|Founded||4 September 1869|
The Fiji Times is a daily English-language newspaper published in Suva, Fiji. Established in Levuka on 4 September 1869 by George Littleton Griffiths (1844 Woolwich, England - 1908 Suva, Fiji), it is Fiji's oldest newspaper still operating. The newspaper claims to be "The First Newspaper Published In The World Every Day".
The Fiji Times is owned by Mahendra Motibhai Patel, who purchased it from Rupert Murdoch's News Corp in 2010. The Fiji Times Limited board is chaired by Ross McDonald (as of 1996), and includes Adi Davila Toganivalu, a businesswoman named on 7 January 2006 to replace Ratu Joni Madraiwiwi, a former High Court judge who resigned from the board upon becoming (in 2005) the Vice-President of Fiji. The Company Secretary is Umesh Prasad (since 2004). The former publisher Evan Hannah was forcibly removed from Fiji in 2008 as he was accused by the interim government of meddling in Fijian politics.
An online edition is published, featuring local news, sport and weather.
Coups and censorship
The Rabuka administration censored the Fiji Times for a while following the first military coup of 14 May 1987. In protest, the newspaper published an edition with large blank spaces, where articles censored by the military would have been placed.
The Fiji Times announced on 5 December 2006, in the wake of the overthrow of the civilian government by the military, that it was suspending publication rather than bow to government censorship. Military officers had visited the premises that evening to prohibit the publication of any "propaganda" in support of the deposed government of Prime Minister Laisenia Qarase. The online edition would be continuing publication as normal, however. Just before midday on 6 December, the military granted permission for the Times to resume publication without censorship.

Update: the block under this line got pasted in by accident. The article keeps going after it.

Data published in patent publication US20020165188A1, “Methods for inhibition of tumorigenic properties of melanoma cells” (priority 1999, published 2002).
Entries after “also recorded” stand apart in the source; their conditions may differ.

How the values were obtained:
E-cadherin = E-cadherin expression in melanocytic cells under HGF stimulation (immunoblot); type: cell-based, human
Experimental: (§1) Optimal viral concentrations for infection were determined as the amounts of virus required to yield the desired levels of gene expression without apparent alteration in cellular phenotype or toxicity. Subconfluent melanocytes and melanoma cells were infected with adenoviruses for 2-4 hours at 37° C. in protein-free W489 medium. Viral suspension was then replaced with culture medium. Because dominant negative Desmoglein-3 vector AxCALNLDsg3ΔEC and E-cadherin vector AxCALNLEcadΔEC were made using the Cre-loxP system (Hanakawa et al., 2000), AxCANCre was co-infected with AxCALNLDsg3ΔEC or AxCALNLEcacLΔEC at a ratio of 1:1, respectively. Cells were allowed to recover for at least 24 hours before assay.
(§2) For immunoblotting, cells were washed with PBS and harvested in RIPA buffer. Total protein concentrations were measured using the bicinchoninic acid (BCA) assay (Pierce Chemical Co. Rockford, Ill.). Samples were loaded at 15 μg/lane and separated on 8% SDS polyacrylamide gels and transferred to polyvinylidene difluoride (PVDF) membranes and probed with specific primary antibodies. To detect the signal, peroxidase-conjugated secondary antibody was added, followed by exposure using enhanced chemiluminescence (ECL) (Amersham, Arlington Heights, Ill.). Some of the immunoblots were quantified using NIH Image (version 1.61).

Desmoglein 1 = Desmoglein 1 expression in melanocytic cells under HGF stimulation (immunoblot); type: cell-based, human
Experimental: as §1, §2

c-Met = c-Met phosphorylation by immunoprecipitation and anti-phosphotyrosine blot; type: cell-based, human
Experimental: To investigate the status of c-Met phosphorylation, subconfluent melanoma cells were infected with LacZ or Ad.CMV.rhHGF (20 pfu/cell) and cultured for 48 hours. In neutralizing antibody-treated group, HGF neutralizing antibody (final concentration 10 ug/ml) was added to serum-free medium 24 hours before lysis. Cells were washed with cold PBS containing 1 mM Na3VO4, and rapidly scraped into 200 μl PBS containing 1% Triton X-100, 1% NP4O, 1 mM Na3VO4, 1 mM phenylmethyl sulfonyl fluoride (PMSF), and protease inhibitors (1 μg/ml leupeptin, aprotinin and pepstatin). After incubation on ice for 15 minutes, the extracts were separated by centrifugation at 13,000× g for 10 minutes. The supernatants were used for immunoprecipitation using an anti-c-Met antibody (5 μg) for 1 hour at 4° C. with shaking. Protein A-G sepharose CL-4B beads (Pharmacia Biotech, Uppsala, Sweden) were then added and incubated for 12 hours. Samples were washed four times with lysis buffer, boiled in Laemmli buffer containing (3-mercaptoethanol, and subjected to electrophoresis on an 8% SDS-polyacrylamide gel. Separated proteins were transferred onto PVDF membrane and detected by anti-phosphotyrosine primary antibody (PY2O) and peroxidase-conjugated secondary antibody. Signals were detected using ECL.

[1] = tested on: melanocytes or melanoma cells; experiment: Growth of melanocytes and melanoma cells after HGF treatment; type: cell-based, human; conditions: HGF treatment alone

The Times reported on 9 December that two members of the public had been detained and questioned by the Military over letters they had written to the Times editor during the week, and were given a "verbal warning."
Nonetheless, from December 2006 to April 2009, the Times was able to publish continuously articles critical of the interim government. The latter voiced its displeasure, but did not impose censorship. Following the 2009 Fijian constitutional crisis, however, all Fiji's media were censored, including the Fiji Times. Censors are present in the paper's newsrooms. The newspaper's chief editor Netani Rika told Radio New Zealand International that "his journalists continue to cover every story in detail as if they were working in a democratic country without restrictions. And he says they challenge the censors by putting every possible news item before them." The website of the Fiji Times has also been censored since April 2009.
The Fiji Labour Party was once highly critical of the Fiji Times, accusing it of political bias. In July 2008, the party published a report alleging that the Fiji Times had collaborated with others in a deliberate effort to unseat the 1999/2000 Labour-led government.
- "Fiji Times shuts under censorship threat". Fiji Times. Wellington. 6 December 2006. Archived from the original on 13 January 2009. Retrieved 2017-08-07.
- "Fiji Times allowed to resume publication". Fiji Times Online. Suva. 6 December 2006. Retrieved 2008-11-13.
- "Fiji Times contributors warned by army". Fiji Times. Suva. 9 December 2006. Retrieved 2008-11-13.
- "At whim of censors, Fiji Times strives to maintain journalism standards". Radio New Zealand International. Wellington. 7 May 2009.
- "FLP Activities report 2008". Fiji Labour Party. 23 July 2008. Archived from the original on 20 November 2008. Retrieved 2017-08-07.